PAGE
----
For some men with prostate cancer, surgery to remove the prostate gland can be curative. The surgery to remove the entire prostate gland, called radical prostatectomy, can improve survival. If performed early, radical prostatectomy can prevent metastatic prostate cancer. While men who qualify for this surgery often jump at a chance to cure prostate cancer, radical prostatectomy comes with a price—it almost always causes erectile dysfunction.
Even under the best surgical conditions, most men experience at least temporary erectile dysfunction after radical prostatectomy. While some men can regain erectile function by using oral ED treatments, as many as 3 out of 5 men continue to have poor erections and/or difficulty with orgasm months to years after radical prostatectomy.
In an attempt to find a way to treat this serious issue, researchers in France conducted a clinical trial to test whether mononuclear cells treatment could improve erectile function in men who had undergone radical prostatectomy and developed erectile dysfunction (INSTIN, INtra-cavernous STem-cell INjection clinical trial, NCT01089387). Mononuclear cells are a type of stem cell that can become many other cells, including nerve or blood vessels cells. The researchers collected mononuclear cells from the bone marrow of affected men and injected these cells into the patient’s own penile tissue (i.e. autologous stem cell infusion). The researchers then followed the men for 6 to 12 months to track whether the mononuclear cells helped improve erectile function.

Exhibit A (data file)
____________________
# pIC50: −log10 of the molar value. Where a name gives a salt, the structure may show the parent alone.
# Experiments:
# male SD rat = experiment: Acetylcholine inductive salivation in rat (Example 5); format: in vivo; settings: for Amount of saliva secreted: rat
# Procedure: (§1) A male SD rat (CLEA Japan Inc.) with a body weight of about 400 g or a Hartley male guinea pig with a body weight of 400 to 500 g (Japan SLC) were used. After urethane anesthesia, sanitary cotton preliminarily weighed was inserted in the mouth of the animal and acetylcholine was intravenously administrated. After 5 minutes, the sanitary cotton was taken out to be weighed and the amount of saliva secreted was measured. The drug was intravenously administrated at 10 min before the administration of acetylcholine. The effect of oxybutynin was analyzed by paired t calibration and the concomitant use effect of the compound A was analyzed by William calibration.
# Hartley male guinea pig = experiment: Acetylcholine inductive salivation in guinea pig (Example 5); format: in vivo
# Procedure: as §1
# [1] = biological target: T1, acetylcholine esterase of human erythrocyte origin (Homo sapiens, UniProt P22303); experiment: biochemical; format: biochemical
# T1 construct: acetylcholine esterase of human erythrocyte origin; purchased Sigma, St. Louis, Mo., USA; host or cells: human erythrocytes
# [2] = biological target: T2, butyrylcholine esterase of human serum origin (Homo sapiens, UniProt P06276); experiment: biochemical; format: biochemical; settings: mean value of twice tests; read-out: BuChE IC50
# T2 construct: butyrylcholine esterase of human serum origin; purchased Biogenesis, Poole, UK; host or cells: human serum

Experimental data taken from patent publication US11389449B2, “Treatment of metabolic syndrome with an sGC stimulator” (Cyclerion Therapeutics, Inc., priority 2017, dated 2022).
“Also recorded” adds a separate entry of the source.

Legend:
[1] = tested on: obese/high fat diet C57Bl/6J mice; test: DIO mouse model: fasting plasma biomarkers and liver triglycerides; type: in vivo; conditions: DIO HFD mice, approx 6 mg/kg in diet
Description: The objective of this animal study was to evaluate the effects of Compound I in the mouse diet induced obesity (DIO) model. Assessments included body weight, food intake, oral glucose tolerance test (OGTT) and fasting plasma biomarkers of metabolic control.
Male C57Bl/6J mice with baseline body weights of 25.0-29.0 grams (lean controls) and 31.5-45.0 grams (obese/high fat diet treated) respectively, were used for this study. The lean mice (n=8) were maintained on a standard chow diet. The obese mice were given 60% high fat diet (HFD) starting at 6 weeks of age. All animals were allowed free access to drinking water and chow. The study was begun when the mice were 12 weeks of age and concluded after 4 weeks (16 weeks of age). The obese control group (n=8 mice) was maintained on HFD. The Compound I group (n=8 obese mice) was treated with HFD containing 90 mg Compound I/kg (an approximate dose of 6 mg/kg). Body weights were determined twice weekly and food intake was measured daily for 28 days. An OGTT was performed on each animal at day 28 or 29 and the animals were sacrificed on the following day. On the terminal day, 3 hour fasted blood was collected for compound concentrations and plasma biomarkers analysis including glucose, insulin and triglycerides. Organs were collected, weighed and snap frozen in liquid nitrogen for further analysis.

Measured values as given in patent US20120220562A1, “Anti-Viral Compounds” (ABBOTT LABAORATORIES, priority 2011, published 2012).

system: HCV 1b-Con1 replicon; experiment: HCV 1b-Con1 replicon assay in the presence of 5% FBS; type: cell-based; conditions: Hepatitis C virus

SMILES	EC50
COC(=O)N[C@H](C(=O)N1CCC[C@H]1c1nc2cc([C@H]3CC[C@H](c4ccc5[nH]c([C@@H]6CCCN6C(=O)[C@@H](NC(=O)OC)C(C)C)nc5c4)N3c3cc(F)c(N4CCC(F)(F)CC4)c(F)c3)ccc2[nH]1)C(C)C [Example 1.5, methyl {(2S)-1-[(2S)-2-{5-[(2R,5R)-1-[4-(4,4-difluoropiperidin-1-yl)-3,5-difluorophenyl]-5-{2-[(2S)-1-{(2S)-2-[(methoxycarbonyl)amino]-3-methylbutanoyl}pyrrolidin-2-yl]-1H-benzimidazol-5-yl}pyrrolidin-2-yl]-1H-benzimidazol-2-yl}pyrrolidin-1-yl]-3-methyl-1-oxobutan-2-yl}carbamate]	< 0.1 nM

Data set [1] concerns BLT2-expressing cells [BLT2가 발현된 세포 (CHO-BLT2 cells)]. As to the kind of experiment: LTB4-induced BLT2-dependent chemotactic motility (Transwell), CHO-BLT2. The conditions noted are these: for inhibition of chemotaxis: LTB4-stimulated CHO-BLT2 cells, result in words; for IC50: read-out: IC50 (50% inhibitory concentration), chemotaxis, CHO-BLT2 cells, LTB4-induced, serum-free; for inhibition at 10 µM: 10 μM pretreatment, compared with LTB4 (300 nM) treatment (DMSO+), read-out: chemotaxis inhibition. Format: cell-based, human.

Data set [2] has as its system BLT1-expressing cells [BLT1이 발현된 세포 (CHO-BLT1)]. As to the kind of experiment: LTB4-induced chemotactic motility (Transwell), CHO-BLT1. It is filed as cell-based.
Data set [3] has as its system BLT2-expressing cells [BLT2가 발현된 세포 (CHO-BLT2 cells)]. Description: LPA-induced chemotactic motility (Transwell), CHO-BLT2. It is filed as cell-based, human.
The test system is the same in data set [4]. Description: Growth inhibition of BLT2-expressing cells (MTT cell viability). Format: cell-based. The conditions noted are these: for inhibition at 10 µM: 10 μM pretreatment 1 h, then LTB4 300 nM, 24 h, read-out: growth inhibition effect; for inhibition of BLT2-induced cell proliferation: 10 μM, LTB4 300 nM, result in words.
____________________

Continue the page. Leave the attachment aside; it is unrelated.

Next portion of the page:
The first phase of the phase 1/2 clinical trial was designed to assess the safety of the treatment. No patients in the trial experienced any side effects from treatment. Likewise, prostate cancer did not return any of the men within one year after treatment (and perhaps longer, the men were only followed for one year at the time of the report).
Within six months of treatment, men treated with the bone marrow stem cells had a significantly better erectile function and satisfaction with sexual intercourse. While the benefit was still present after the 12 months, the erectile function was not quite as good as it was at six months after treatment. This suggests injections may need to be repeated every six months to maintain maximal benefit.
These results are incredibly encouraging for men with erectile dysfunction caused by radical prostatectomy. While future clinical trials should contain a control group and larger numbers of men, these phase 1/2 clinical trial results pave the way for such research. These findings also suggest men who have life-saving prostate cancer surgery may be able to regain erectile function after surgery through stem cell treatment.